Walter Leblanc

Born in Antwerp in 1932, Walter Leblanc is a key European art figure of the post-war era. A propeller of Kinetic and Op Art, he is best known for his mixed-media two dimensional compositions that incorporate light and other non-traditional materials such as sand, latex, PVC and metal.

After studying at the Académie Royale des Beaux-Arts in Antwerp from 1949-1954 and at the Institut Supérieur des Beaux-Arts from 1955–1956, Leblanc started investigating strategies for painting without pigments. This is how he came up with the idea of Torsions, twisting cotton threads and plastic ribbons to create geometric patterns.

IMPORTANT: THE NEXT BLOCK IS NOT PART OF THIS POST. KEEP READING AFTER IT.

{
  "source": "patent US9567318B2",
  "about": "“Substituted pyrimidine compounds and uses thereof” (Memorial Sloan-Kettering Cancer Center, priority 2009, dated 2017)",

Closely associated with the ZERO group, whose network extended from Germany, Belgium and Italy right across Switzerland, Leblanc was highly interested in the perception of movement as well as the relationship between materiality and light.

His works are featured in many public collections, such as the Centre Pompidou, Tate Modern, Josef Albers Museum, Stedelijk Museum, S.M.A.K., and The Brussels Fine Arts Museums .